combinations (p. 92)
to combine for the destruction of America (p. 87)
combinations (2 Nephi 9:9)
they did combine against the people of the Lord (3 Nephi 6:29)
contrary to the laws of (p. 635) contrary to the laws of (Helaman 6:23)
while the Ganges and the Indus were reddened with the blood, and covered with the slaughtered bodies of men (p. 338) the river Sidon, throwing the bodies of the Lamanites who had been slain into the waters (Alma 2:34)
who had been slain upon the bank of the river Sidon were cast into the waters (Alma 3:3)
(Quoting a letter from a British officer in India) "The carnage was great; we trampled thick on the dead bodies that were strewed in the way" (p. 597) scene of bloodshed and carnage, that the whole face of the land was covered with the bodies of the dead (Ether 14:21)
leaving the bodies of both men, women, and children strewed upon the face of the land (Ether 14:22)
a neighboring garrison, where a number of women and children had repaired for safety, and setting fire to both, they enjoyed the infernal pleasure of seeing them perish promiscuously in the flames (p. 280) the women and children who were consuming in the fire (Alma 14:10)
he compelled them...to take arms in case of an attack, against their brethren (p. 133) he commanded them that they should take up arms against their brethren (Alma 2:10)
precious metals (p. 417) precious metals (Helaman 6:9)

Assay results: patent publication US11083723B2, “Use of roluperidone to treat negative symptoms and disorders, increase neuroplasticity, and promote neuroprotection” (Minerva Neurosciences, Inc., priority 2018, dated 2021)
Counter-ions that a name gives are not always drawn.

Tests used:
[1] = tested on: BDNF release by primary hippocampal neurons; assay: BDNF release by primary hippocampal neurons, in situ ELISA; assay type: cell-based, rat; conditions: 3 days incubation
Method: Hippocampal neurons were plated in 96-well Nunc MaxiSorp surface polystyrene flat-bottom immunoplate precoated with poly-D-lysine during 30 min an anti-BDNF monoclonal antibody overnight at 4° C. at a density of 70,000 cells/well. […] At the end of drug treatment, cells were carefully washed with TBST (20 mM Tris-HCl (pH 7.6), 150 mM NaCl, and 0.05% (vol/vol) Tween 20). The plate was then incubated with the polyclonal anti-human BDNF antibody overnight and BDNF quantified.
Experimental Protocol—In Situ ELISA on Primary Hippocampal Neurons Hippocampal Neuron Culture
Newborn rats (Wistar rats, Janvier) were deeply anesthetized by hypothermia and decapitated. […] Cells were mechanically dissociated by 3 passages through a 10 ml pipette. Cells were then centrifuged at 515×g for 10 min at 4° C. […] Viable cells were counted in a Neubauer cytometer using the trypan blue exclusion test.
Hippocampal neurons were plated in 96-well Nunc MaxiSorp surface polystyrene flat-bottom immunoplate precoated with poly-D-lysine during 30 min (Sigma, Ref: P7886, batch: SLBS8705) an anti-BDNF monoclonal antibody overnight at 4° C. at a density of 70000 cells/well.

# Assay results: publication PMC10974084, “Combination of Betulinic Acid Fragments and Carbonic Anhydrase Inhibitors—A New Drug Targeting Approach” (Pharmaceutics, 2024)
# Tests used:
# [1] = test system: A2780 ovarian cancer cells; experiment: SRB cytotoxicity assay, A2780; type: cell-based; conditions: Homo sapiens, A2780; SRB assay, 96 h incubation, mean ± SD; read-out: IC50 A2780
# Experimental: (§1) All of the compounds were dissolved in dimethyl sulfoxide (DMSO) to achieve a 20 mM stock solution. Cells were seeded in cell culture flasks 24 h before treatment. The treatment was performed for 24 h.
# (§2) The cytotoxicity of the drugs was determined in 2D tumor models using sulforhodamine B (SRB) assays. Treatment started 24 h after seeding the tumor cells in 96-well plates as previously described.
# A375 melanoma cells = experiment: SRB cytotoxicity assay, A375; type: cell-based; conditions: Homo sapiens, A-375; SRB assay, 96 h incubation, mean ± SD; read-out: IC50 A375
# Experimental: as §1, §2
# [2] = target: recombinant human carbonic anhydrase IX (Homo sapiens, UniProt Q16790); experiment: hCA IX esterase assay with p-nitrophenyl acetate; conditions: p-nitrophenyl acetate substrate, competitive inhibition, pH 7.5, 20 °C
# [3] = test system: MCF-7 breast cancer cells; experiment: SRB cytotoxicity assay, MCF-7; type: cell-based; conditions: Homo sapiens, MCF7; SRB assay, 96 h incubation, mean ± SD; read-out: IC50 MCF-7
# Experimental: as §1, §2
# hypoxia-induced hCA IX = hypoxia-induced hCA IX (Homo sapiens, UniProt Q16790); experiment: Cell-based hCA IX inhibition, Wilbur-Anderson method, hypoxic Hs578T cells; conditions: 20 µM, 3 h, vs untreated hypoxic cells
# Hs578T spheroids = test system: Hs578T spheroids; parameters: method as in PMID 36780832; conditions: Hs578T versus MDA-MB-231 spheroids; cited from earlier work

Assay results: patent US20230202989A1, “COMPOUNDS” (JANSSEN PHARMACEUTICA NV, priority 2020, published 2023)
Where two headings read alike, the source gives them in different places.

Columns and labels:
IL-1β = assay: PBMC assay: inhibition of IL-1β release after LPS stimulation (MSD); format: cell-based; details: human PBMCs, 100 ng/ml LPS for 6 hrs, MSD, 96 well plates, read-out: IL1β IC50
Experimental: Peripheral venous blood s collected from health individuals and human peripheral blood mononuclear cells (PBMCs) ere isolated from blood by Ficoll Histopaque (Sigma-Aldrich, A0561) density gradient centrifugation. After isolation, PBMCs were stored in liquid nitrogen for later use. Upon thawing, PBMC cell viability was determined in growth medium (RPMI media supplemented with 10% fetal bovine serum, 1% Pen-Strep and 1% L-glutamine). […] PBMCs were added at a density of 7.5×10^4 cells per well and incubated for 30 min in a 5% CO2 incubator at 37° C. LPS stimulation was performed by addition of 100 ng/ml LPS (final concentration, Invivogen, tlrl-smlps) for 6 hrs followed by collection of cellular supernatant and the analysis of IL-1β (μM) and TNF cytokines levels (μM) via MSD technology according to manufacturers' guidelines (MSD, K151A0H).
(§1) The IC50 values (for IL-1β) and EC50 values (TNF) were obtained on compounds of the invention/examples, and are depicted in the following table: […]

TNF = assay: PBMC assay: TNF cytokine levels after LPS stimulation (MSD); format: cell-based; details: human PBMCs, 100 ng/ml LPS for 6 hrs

by my own industry (p. 139) by the hand of my industry (Alma 10:4)
the fruits of their labors (p. 712) the fruits of their labors (Alma 40:26)
the more fertile (p. 608) the more fertile (1 Nephi 16:16)
elegant buildings (p. 608) elegant and spacious buildings (Mosiah 11:8)
not far distant (p. 156) not far distant (Alma 7:7)
to the reader (p. 324) to the reader (Jacob 7:27)
But we shall see (p. 195) But behold, we shall see (Alma 51:10)
future generations (p. 609)
Some future day (p. 304)
future period (p. 287)
future generations (Alma 37:19)
some future day (Moroni 1:4)
future period (1 Nephi 7:13)
at this period (p. 25) at this period (Alma 51:19
in so short a time (p. 162)
space of time (p. 86)
in so short a space of time (Alma 56:50)
the commencement of (p. 98)
The progress of (p. 85)
the commencement of (Alma 51:1)
the progress of (Alma 60:30)
at this critical conjuncture (p. 39)
the critical moment (p. 110)
era was truly critical (p. 204)
this was a critical time (Alma 51:9)
critical circumstances (Alma 57:16)
awful situation (p. 213)
dangerous crisis (p. 29)
awful situation (Mosiah 2:40)
awful crisis (Alma 34:34)
to shrink (p. 572) to shrink (Alma 43:48)